Richard Russo (Empire Falls), in conversation with Renée Montagne, offers an interesting take on recent political developments:
… we’ve been hearing a lot of talk about jobs. But I would draw a distinction between jobs and work. I don’t have a job, but I have tons and tons of work. That work sustains me. I’m doing something that gives my life meaning, it connects me to other people.
I think when you lose a job, you have less money and you get scared. But when you lose work, which has happened to many of Donald Trump’s supporters – or they fear is going to happen to them – you lose your dignity. Maybe you’re nobody. Maybe you don’t matter.
I think that Trump supporters have really been worried about their sense of not belonging anymore. If I blame Trump supporters for anything, it’s that if they’ve been feeling undervalued, denigrated, ignored, that’s not a new feeling. It’s just new to them, you know? Black people in America have felt that way for a long time. So have Latinos.
“Why Some Wars Get More Attention Than Others,” by Amanda Taub.
Conflicts gain sustained American attention only when they provide a compelling story line that appeals to both the public and political actors, and for reasons beyond the human toll. That often requires some combination of immediate relevance to American interests, resonance with American political debates or cultural issues, and, perhaps most of all, an emotionally engaging frame of clearly identifiable good guys and bad guys.
Most wars — including those in South Sudan, Sri Lanka and, yes, Yemen — do not, and so go ignored.
Emily Helliwell explains her approach to talking with creationists. In short, focus on the concepts that are important to the here and now:
If we want to get back to the dinosaurs, we can say the cumulative effect of billions of years of changing environments have allowed for some pretty amazing creatures to come and go. But, let’s resist the urge to talk about that, and stay focused on the small-scale stuff. Because if there is any concept necessary for our modern, developed society to believe in and understand, it’s microevolution.
Through microevolutionary principles, we would not have developed two of the most important contributions to society, antibiotics and pesticides. Without antibiotics, we would be subject to horrible infections, and without pesticides, we would be subject to devastating crop failures. Many of us would be dead or suffering.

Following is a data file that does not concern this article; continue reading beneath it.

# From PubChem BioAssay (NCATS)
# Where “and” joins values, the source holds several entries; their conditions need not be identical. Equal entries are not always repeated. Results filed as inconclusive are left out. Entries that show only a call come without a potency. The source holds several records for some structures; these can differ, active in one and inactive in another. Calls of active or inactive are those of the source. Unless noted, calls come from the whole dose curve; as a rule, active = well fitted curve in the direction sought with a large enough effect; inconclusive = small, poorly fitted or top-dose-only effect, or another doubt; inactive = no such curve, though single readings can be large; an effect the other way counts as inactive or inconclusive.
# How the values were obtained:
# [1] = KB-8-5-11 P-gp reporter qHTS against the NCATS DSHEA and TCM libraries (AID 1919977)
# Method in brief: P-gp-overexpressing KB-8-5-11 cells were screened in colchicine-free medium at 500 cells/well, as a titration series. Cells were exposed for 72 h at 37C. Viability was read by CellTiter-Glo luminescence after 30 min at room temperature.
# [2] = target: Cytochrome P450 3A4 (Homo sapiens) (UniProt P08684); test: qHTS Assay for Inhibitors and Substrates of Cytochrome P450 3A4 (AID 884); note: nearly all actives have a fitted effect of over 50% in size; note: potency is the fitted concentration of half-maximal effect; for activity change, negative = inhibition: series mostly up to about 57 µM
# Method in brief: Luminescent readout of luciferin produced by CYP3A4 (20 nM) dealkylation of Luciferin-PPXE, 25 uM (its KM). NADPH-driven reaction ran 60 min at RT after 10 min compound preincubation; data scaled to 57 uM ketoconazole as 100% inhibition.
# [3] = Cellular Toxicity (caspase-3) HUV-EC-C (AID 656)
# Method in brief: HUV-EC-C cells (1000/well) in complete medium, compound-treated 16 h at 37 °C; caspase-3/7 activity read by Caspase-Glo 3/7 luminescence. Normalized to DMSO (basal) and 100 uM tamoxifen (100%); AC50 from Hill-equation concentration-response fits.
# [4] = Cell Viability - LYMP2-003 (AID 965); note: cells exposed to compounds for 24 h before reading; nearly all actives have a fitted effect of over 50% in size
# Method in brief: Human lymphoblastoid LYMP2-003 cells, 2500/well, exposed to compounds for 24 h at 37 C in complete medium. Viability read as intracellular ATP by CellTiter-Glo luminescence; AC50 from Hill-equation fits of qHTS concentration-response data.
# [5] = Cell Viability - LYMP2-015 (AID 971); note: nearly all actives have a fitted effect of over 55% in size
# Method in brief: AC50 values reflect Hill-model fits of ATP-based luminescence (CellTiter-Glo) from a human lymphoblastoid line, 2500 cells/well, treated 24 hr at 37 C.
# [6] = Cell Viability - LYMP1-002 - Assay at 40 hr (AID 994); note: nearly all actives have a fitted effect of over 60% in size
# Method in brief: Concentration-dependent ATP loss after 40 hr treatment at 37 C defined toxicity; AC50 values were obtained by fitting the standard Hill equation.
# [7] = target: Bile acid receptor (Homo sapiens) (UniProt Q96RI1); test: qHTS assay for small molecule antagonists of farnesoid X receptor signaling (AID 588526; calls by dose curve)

The ill-advised proposal by the Internal Revenue Service to define a mechanism for charities to collect donor tax identification numbers in order to report donations on a standardized form has been withdrawn. North of 38,000 public comments were posted, apparently most of them negative.
↬ American Association of Community Theatre
In the first half of last year, The Guardian produced a very effective closed-end podcast about its reporting and advocacy concerning climate change. With no exaggeration, it can be called The Biggest Story in the World.
For me, the most important episodes consisted largely of interviews with Marc Morano, climate change heckler, and with Ben Van Beurden, CEO of Shell.
The focus of the newspaper’s campaign was to persuade two large charitable foundations to divest from companies dependent on carbon-based fuel extraction—the big oil companies, in short.
Meanwhile, Joel Rose recently reported on stepped-up efforts by gun safety activists, asking pension funds and personal investors to drop gun-related stocks from their portfolios. Does divestment have an impact?
“Well, unfortunately, it does not have an effect,” says Paul Wazzan, an economist at the Berkeley Research Group in California. He has studied the divestment campaigns against companies that did business in South Africa in the 1980s and 1990s. Wazzan says there was no measurable effect on their stock prices.
“But it does generate a lot of press and interest,” Wazzan says. “And the political pressure starts to build and that did ultimately have an effect. It’s not what our paper was about, but I think the political pressure ultimately did have an effect on these companies.”
That kind of pressure is harder to measure than a stock price. But divestment supporters say it’s still worth a try.
Peter Cashwell responds to the selfish occupiers of Malheur National Wildlife Refuge.
This is the purpose of a national wildlife refuge: to use our collective wealth and will to protect something important to all of us.
48,000 acres of the refuge (26% of the total) were purchased with Migratory Bird Conservation Fund dollars.
The last-minute begging e-mails for the end of the year are still streaming in. Yet: please consider giving to one of the organizations below.
These are the groups and projects to which I gave coin (generally tax-deductible), property, and/or effort in 2015.
AACT alerted me to a proposed IRS regulation that appears to have little justification. It proposes to provide an optional reporting mechanism for charitable contributions. The current system is simple: you get a letter with your name and how much you gave. The proposal on the table is for the charity to report your information on the Form 990 that it submits to the IRS. What’s the catch? To do that, the charity would have to collect and store your social security number.
The opportunities for identity theft and fraud are too scary to me.
Tim Delaney of the National Council of Nonprofits has the talking points.